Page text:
What kind should you buy? He defers to "your own professional insurance advisor," but recommends against "second-to-die" joint policies, unless one spouse is uninsurable alone.
N.B. Keough ("company") plans may allow you to purchase insurance with tax-deferred funds. You can't buy life insurance in an IRA, though. (The EGTRRA 2001 allows you to roll IRA funds into a company plan, and work around that limitation. C.f. end of his ch. 5.)
Stretch the tax deferral advantage of the IRA by making sure you have designated beneficiaries, that they understand the exact TITLING REQUIREMENTS (see below) for inherited IRAs, and what the RMDs will be. The basic requirements:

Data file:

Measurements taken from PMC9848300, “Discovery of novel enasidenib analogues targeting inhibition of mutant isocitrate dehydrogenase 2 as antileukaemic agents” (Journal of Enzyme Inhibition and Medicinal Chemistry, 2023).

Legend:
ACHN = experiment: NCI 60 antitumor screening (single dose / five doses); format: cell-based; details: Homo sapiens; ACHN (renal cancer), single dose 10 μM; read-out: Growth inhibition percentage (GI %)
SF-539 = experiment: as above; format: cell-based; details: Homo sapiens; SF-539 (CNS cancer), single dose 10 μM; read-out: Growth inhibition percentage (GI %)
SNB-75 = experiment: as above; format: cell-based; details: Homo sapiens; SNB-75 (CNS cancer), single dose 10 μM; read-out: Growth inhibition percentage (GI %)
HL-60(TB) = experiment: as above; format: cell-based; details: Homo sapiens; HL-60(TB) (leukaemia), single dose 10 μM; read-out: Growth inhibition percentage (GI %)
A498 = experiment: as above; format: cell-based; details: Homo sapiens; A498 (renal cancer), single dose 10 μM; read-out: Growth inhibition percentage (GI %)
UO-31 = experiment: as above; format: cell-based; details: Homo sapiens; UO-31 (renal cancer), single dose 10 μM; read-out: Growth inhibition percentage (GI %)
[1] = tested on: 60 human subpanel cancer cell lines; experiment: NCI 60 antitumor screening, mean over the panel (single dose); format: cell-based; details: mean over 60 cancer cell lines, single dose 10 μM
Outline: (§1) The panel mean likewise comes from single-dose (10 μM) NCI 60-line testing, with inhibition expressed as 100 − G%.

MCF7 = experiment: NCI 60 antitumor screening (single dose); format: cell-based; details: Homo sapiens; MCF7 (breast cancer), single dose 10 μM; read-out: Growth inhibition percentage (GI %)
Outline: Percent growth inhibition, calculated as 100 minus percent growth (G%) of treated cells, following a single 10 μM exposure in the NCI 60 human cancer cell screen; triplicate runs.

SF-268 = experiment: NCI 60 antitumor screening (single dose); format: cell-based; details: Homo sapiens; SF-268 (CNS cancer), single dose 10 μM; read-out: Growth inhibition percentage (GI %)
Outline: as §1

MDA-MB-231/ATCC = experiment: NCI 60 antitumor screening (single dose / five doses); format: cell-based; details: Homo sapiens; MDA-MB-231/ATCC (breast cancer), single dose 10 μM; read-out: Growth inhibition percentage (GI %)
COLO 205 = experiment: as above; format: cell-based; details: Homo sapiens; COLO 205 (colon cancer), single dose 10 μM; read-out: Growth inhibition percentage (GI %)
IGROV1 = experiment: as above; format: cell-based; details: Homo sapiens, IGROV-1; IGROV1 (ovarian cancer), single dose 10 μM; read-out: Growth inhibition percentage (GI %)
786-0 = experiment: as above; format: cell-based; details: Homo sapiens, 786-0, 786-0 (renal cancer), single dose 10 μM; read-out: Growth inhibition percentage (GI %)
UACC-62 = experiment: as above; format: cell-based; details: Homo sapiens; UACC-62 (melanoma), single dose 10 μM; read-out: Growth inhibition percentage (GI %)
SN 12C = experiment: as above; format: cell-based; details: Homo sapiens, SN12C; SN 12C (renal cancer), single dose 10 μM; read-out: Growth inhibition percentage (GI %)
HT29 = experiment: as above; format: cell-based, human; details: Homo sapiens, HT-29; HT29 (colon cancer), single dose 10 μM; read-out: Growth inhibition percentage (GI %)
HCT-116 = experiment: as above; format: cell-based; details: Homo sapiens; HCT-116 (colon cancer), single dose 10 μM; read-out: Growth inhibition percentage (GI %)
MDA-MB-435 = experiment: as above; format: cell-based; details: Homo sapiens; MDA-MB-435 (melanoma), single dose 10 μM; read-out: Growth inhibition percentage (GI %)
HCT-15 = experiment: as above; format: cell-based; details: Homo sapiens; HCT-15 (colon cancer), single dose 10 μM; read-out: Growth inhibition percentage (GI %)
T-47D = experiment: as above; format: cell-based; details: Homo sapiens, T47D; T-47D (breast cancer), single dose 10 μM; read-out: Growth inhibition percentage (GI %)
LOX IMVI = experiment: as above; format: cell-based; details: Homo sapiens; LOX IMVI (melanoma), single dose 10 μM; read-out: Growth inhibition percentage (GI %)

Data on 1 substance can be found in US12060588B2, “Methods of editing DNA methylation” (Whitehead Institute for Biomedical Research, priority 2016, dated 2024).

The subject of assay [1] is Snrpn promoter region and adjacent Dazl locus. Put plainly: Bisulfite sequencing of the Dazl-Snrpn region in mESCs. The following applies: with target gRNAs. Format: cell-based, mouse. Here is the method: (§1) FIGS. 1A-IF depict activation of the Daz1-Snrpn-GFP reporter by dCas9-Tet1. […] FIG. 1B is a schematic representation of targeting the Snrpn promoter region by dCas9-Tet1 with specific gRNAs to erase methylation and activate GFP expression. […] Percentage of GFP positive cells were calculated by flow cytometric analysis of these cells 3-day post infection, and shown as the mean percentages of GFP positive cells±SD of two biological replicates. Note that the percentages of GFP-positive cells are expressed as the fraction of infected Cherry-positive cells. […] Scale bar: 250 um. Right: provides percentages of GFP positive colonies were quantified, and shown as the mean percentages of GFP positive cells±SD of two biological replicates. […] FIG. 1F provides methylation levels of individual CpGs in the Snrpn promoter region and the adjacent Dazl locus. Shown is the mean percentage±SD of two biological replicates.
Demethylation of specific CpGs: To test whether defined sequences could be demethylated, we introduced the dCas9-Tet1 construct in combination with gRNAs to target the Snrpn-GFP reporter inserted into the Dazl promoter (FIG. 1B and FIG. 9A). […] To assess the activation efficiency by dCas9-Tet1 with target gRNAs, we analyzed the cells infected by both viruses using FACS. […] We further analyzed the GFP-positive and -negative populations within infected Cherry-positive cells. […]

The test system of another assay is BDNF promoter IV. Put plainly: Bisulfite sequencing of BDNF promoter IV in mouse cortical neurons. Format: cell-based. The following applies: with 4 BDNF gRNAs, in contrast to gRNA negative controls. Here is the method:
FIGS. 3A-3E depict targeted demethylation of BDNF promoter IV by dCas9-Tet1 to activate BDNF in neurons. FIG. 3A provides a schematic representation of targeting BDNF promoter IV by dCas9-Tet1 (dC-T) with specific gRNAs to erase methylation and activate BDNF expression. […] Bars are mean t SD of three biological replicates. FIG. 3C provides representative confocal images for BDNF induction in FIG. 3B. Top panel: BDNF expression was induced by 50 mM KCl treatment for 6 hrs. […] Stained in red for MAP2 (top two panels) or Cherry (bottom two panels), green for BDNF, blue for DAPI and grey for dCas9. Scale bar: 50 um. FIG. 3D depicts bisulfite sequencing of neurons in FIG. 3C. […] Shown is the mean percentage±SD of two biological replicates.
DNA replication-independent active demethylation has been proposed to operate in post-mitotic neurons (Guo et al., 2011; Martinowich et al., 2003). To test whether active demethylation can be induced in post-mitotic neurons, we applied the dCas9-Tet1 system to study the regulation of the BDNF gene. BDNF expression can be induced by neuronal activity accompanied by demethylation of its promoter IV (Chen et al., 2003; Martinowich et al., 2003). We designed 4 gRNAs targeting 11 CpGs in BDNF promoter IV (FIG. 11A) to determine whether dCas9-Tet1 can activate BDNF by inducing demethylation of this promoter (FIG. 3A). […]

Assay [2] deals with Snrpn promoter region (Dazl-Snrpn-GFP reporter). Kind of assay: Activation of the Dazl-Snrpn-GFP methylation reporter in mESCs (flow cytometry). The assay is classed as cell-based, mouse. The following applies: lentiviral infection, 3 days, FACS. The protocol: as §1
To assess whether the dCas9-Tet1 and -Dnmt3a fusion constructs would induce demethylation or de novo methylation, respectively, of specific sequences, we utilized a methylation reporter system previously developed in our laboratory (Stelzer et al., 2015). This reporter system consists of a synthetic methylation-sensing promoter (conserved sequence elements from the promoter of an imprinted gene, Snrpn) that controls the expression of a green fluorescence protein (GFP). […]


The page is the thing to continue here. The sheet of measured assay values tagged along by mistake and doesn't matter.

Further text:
The details, advantages and caveats of converting a traditional IRA to a Roth IRA are complicated. Not sure he really helps one to figure it out... he does give a helpful list of "ways to reduce your income to qualify for a Roth conversion," which is relevant for a few more years, until the MAGI limit goes away (scheduled for 2010, per the Tax Increase Prevention and Reconciliation Act of 2005):
N.B.: Traditional IRA contributions cannot be used to lower income for Roth eligibility; AND, the income from a Roth conversion may disallow deductible traditional IRA contributions.
If you convert but then you find you weren't eligible (because you exceeded the MAGI limit), you have until the due date for that year's tax return plus extensions to recharacterize the funds back to the traditional IRA.
Not sure there's additional information here beyond recapitulation and reinforceent of the preceding, with Slott's storytelling.
His closing section deals with When things don't go as planned and gives information about early ["72(t)"] distribution, and fixing mistakes. Will come in handy for those who need it!
Tom von Alten tva_∂t_fortboise_⋅_org